After the curing, the shaft 1 has its definitive shape and it is possible to remove it from the cast. The thickness of each layer remains constant.
The curing is done at a temperature close to 120° C. This is why the layer of foam 15 is preferably a polymethacrylic imide, which is a plastic material capable of preserving its chemical and mechanical properties after being subjected to curing at 120° C.
Other known modes of manufacturing that do not require curing are foreseeable, but more costly.
Of course, the invention is not limited to the embodiments thus described, and comprises all equivalent techniques that can enter into the scope of the claims that will follow.
Particularly, one can envision the construction of a shaft 1 comprising more than two layers of composite material and one layer of foam.
One can also provide a structure of the shaft 1 comprising several layers of composite material and several superposed layers of foam.
The instant application is based upon French Patent Application No. 95.01809, filed on Feb. 13, 1995, the disclosure of which is hereby expressly incorporated by reference thereto in its entirety and the priority of which is claimed under 35 USC 119.
Although the invention has been described with reference to particular means, materials, and embodiments, it is to be understood that the invention is not limited to the particulars expressly disclosed, but the invention extends to all equivalents within the scope of the claims that follow.
|Cited Patent||Filing date||Publication date||Applicant||Title|
|US2130395 *||Jul 31, 1936||Sep 20, 1938||Lard Allan E||Golf club|
|US2236414 *||Feb 27, 1939||Mar 25, 1941||Reach Milton B||Athletic implement|
|US3166319 *||Mar 20, 1961||Jan 19, 1965||Brilhart Musical Instr Corp||Tubular laminated golf club shaft and method of forming same|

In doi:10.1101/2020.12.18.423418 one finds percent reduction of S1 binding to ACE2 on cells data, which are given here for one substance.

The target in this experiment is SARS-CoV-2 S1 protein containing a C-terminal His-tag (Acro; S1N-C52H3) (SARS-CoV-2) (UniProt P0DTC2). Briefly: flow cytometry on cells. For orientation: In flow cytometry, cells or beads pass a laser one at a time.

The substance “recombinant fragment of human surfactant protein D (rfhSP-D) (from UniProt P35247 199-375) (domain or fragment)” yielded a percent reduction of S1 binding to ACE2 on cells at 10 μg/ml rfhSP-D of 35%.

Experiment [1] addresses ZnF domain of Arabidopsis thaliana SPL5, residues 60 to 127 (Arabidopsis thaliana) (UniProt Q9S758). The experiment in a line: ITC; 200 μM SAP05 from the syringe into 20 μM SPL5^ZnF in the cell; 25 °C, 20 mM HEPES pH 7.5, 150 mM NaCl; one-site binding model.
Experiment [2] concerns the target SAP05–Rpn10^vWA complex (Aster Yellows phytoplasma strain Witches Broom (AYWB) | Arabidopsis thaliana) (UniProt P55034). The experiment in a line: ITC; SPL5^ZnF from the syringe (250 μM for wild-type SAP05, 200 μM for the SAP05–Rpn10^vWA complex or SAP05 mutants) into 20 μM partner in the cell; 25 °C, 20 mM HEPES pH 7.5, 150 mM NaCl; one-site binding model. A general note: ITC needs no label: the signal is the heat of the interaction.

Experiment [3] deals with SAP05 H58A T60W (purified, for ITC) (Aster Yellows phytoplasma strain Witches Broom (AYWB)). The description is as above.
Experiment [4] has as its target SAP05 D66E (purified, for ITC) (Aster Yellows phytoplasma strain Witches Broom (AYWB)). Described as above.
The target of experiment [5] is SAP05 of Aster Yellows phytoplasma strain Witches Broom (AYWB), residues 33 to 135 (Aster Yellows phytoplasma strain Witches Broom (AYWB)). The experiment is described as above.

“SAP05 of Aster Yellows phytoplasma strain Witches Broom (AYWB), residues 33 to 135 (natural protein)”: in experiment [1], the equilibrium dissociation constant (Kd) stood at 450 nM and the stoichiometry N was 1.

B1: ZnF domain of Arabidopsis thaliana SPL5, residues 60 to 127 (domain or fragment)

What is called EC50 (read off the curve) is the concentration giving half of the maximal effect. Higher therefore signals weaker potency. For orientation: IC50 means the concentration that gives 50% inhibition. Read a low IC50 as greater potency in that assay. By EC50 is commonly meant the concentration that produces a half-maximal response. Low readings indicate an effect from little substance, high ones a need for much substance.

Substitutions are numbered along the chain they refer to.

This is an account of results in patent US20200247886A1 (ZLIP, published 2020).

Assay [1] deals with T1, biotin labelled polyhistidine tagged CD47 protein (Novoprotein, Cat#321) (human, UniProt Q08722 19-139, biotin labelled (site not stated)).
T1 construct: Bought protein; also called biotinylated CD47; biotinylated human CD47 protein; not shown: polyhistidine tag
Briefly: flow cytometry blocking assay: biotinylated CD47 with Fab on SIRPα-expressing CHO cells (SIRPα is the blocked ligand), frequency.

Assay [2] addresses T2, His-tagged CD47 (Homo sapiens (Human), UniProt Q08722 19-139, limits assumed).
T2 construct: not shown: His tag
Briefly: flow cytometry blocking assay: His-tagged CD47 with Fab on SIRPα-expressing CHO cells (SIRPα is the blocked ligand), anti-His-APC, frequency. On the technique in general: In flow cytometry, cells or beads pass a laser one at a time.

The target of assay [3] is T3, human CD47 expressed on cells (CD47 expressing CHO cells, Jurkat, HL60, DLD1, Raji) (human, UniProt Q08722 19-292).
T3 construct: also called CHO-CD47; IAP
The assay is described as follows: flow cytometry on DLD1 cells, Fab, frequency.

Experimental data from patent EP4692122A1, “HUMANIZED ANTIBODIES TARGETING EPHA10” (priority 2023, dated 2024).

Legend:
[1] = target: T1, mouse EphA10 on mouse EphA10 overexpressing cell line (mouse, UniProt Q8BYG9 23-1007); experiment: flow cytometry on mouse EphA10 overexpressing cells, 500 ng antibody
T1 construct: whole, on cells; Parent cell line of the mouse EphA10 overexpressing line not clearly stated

|US3646610 *||Mar 10, 1969||Feb 29, 1972||True Temper Corp||Fiber glass reinforced golf shaft|
|US3998458 *||Jul 10, 1975||Dec 21, 1976||Hitachi Chemical Company, Ltd.||Golf club shaft|
|US4000896 *||Jul 17, 1975||Jan 4, 1977||The Babcock & Wilcox Company||Composite golf club shaft|
|US4135035 *||Nov 18, 1977||Jan 16, 1979||Avco Corporation||Laminated composite golf club shaft|
|US4319750 *||Apr 30, 1979||Mar 16, 1982||Aldila, Inc.||Golf shaft having controlled flex zone|
|US4983242 *||Nov 2, 1988||Jan 8, 1991||Roland Reed||Tennis racquet having a sandwich construction, vibration-dampening frame|
|US5088735 *||Mar 29, 1991||Feb 18, 1992||Ryobi Limited||Shaft structure of golf club and production method of the shaft|
|US5156396 *||Oct 11, 1991||Oct 20, 1992||Somar Corporation||Golf club shaft|
|US5265872 *||Dec 23, 1992||Nov 30, 1993||Unifiber Usa||Golf club shaft having definable "feel"|
|US5277423 *||Jul 14, 1992||Jan 11, 1994||Skis Rossignol S.A.||Vibration-damping device for an instrument having a shaft and a striking head|
|US5333857 *||Dec 30, 1992||Aug 2, 1994||Composites-Busch & Cie||Hockey stick|
|US5437450 *||Aug 29, 1994||Aug 1, 1995||Somar Corporation||Golf club shaft and process of preparing same|
|EP0531233A1 *||Aug 25, 1992||Mar 10, 1993||Skis Rossignol S.A.||Golf club with device for damping vibrations|
|FR2670120A1 *||Title not available|
|GB2250466A *||Title not available|
|GB2259861A *||Title not available|
|Citing Patent||Filing date||Publication date||Applicant||Title|
|US5743811 *||Mar 7, 1996||Apr 28, 1998||Emhart Inc.||Lightweight shaft|
|US5759113 *||Jun 21, 1996||Jun 2, 1998||Minnesota Mining And Manufacturing Company||Vibration damped golf clubs and ball bats|
|US5776008 *||Dec 30, 1996||Jul 7, 1998||Lundberg; Harry C.||Composite golf club shaft having low moment of inertia|